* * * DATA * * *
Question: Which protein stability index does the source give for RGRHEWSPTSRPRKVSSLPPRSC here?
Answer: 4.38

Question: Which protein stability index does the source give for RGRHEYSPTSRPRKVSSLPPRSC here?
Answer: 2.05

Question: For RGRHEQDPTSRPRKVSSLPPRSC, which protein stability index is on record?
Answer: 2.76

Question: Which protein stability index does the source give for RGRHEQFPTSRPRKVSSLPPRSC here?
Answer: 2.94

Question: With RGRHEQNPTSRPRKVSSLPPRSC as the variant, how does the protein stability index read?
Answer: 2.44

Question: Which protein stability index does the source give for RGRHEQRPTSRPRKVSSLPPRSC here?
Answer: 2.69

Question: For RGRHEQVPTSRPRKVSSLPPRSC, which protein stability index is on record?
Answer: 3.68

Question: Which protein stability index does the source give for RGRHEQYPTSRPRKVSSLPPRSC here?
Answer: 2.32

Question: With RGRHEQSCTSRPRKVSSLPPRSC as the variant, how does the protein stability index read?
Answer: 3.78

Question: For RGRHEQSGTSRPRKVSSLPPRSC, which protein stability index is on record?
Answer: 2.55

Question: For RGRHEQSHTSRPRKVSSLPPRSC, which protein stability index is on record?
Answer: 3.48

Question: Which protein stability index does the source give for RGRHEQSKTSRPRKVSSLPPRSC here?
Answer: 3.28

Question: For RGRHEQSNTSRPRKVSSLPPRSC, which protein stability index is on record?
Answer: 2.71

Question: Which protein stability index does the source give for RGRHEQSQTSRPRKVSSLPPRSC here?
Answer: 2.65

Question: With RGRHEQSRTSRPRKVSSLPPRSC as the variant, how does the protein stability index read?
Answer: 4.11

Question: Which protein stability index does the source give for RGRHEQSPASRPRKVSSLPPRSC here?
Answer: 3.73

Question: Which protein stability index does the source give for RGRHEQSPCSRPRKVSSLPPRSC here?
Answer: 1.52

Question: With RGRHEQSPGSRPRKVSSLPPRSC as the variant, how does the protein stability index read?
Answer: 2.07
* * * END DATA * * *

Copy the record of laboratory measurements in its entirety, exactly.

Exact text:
Question: Which protein stability index does the source give for RGRHEWSPTSRPRKVSSLPPRSC here?
Answer: 4.38

Question: Which protein stability index does the source give for RGRHEYSPTSRPRKVSSLPPRSC here?
Answer: 2.05

Question: For RGRHEQDPTSRPRKVSSLPPRSC, which protein stability index is on record?
Answer: 2.76

Question: Which protein stability index does the source give for RGRHEQFPTSRPRKVSSLPPRSC here?
Answer: 2.94

Question: With RGRHEQNPTSRPRKVSSLPPRSC as the variant, how does the protein stability index read?
Answer: 2.44

Question: Which protein stability index does the source give for RGRHEQRPTSRPRKVSSLPPRSC here?
Answer: 2.69

Question: For RGRHEQVPTSRPRKVSSLPPRSC, which protein stability index is on record?
Answer: 3.68

Question: Which protein stability index does the source give for RGRHEQYPTSRPRKVSSLPPRSC here?
Answer: 2.32

Question: With RGRHEQSCTSRPRKVSSLPPRSC as the variant, how does the protein stability index read?
Answer: 3.78

Question: For RGRHEQSGTSRPRKVSSLPPRSC, which protein stability index is on record?
Answer: 2.55

Question: For RGRHEQSHTSRPRKVSSLPPRSC, which protein stability index is on record?
Answer: 3.48

Question: Which protein stability index does the source give for RGRHEQSKTSRPRKVSSLPPRSC here?
Answer: 3.28

Question: For RGRHEQSNTSRPRKVSSLPPRSC, which protein stability index is on record?
Answer: 2.71

Question: Which protein stability index does the source give for RGRHEQSQTSRPRKVSSLPPRSC here?
Answer: 2.65

Question: With RGRHEQSRTSRPRKVSSLPPRSC as the variant, how does the protein stability index read?
Answer: 4.11

Question: Which protein stability index does the source give for RGRHEQSPASRPRKVSSLPPRSC here?
Answer: 3.73

Question: Which protein stability index does the source give for RGRHEQSPCSRPRKVSSLPPRSC here?
Answer: 1.52

Question: With RGRHEQSPGSRPRKVSSLPPRSC as the variant, how does the protein stability index read?
Answer: 2.07